People of all faiths attended an interfaith vigil at Beth Emet Synagogue on Oct. 28, remembering the 11 Jewish men and women killed at Tree of Life synagogue in Pittsburgh.                                                                                     Photo from Beth Emet  

Evanstonians gathered at Beth Emet Synagogue the evening of Oct. 28 for an interfaith vigil in remembrance of the 11 Jewish men and women gunned down the day before at Tree of Life synagogue in Pittsburgh, the deadliest such attack on Jewish Americans in the nation’s history. Beth Emet Rabbi Andrea London led the service, accompanied by, among others, cantorial staff from both Beth Emet and Jewish Reconstructionist Congregation.

Noting the numerous times Evanstonians have gathered for support in the wake of violence in the past few years, Rabbi London said, “These are not the times that we want to gather. … This is not why I wanted to be here. But sometimes we gather because we know that we need to be here, that when they come for any of us, they come for all of us. So we stand together.”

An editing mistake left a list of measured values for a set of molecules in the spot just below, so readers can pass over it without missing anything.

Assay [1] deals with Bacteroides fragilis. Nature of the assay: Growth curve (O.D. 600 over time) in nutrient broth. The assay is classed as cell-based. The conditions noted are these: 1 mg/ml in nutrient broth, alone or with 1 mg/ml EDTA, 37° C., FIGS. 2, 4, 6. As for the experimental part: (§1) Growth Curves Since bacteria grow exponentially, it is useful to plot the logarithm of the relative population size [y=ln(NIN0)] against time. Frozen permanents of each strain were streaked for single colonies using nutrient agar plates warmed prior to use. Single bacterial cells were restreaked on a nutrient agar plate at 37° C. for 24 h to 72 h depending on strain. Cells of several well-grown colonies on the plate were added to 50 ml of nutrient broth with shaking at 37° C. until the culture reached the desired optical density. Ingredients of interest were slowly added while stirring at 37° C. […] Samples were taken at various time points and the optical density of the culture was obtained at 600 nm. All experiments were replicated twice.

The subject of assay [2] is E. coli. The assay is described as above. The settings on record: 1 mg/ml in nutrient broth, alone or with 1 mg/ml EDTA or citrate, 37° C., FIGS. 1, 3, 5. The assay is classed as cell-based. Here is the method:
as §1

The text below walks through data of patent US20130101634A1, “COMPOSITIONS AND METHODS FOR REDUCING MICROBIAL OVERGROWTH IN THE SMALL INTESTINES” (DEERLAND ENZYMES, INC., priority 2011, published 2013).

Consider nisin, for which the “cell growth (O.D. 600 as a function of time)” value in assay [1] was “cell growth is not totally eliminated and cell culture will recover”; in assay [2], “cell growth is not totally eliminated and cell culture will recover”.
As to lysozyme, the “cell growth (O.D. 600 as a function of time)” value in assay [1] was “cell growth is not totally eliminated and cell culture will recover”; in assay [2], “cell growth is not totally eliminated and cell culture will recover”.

Mayor Stephen Hagerty addressed the gathering, as did Skokie Mayor George Van Dusen. At one point, Mayor Hagerty asked non-Jewish audience members to stand, showing that numerous persons of different faiths and beliefs were in attendance to show solidarity. Beth Emet Emeritus Rabbi Peter Knobel also spoke, calling for a national commission to study the nation’s current issues with hate-motivated violence and rhetoric.

Additional speakers included clergy and advocates representing members of numerous faiths, including Pastor Daniel Ruen of Grace Lutheran Church; David Eber, JRC’s rabbi for education; Zaher Sahloul, founder of the Syria Faith Initiative; Candace Hill, a member of Evanston’s Baha’i community; and Rev. Michael Nabors of Second Baptist Church.

Also in attendance were Cook County Board Commissioner Larry Suffredin; State Senator Daniel Biss; and State Representatives Laura Fine and Robyn Gabel. U.S. Representative Jan Schakowsky, a Beth Emet member, did not attend but sent a message that Rabbi London read early in the gathering. At the end of the program, most religious personnel and elected officials who were in attendance gathered and lit candles in memory of the 11 individuals who were killed in Pittsburgh.